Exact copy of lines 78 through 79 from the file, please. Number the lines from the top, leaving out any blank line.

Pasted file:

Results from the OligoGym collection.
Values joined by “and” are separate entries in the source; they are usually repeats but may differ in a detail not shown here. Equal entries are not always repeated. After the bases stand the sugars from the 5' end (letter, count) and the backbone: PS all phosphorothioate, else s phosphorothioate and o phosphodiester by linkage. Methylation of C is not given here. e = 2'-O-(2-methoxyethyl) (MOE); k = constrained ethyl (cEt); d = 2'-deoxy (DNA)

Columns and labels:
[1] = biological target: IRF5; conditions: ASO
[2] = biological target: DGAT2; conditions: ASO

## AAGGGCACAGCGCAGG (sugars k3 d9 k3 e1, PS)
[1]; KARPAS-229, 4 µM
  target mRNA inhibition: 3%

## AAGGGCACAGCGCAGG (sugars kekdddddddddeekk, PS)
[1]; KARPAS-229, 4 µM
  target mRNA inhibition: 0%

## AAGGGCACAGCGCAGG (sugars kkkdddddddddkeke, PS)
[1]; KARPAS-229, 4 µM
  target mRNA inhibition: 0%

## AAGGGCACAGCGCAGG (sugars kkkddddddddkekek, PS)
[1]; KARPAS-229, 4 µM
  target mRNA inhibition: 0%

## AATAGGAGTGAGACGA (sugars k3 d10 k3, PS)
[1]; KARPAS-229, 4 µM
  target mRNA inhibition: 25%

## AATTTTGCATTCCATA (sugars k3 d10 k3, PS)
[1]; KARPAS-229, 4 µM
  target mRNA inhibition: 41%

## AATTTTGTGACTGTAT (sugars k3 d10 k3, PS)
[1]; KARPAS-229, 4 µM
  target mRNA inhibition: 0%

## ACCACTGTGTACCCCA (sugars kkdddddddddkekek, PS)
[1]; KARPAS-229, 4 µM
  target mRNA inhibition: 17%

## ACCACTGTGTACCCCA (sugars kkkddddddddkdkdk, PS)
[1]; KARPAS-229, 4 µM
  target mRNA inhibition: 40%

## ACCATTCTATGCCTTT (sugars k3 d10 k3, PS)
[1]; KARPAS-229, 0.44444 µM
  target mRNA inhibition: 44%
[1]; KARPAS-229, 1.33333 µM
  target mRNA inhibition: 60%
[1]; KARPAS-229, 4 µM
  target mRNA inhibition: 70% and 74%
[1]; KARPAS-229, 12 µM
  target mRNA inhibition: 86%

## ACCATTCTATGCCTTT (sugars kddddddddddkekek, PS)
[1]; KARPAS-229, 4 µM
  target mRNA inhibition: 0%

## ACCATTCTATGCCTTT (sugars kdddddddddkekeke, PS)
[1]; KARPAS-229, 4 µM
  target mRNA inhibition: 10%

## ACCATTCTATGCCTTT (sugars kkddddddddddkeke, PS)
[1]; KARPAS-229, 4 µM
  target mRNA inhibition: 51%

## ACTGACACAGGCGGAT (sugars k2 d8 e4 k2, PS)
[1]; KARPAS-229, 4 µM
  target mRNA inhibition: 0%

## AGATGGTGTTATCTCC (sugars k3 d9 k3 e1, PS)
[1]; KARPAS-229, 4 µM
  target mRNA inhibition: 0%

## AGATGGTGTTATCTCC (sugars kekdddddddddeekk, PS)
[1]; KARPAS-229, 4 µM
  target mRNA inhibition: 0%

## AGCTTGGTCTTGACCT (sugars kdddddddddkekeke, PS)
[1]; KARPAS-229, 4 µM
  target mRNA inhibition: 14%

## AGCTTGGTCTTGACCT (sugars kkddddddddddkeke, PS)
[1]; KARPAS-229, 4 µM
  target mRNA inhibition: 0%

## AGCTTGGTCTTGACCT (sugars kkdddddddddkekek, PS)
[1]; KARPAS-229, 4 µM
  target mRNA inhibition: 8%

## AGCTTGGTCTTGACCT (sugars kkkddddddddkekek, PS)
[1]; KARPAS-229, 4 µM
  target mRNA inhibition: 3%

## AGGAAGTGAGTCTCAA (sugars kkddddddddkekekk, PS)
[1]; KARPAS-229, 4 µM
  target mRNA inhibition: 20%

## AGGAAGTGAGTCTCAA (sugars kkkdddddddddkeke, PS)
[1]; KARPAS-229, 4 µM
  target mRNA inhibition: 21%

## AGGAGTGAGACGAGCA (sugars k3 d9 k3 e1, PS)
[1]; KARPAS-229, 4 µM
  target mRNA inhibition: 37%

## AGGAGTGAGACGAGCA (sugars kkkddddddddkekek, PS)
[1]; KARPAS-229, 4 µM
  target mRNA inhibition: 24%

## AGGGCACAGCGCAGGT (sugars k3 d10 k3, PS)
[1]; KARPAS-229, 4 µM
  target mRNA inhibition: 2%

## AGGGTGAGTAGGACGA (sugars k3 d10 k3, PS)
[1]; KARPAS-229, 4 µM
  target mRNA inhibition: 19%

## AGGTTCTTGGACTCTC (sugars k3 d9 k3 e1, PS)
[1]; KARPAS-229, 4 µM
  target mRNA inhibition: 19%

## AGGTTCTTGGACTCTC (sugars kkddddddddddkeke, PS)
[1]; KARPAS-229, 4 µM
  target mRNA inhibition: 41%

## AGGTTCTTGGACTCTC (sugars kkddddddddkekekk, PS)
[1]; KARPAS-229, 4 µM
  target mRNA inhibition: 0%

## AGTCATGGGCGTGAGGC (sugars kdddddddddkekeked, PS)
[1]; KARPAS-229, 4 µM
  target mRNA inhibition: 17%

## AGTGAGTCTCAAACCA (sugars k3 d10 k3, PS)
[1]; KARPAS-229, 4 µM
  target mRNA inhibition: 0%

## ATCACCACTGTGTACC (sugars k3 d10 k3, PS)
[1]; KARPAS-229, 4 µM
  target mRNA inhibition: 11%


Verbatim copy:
## AGGAGTGAGACGAGCA (sugars k3 d9 k3 e1, PS)
[1]; KARPAS-229, 4 µM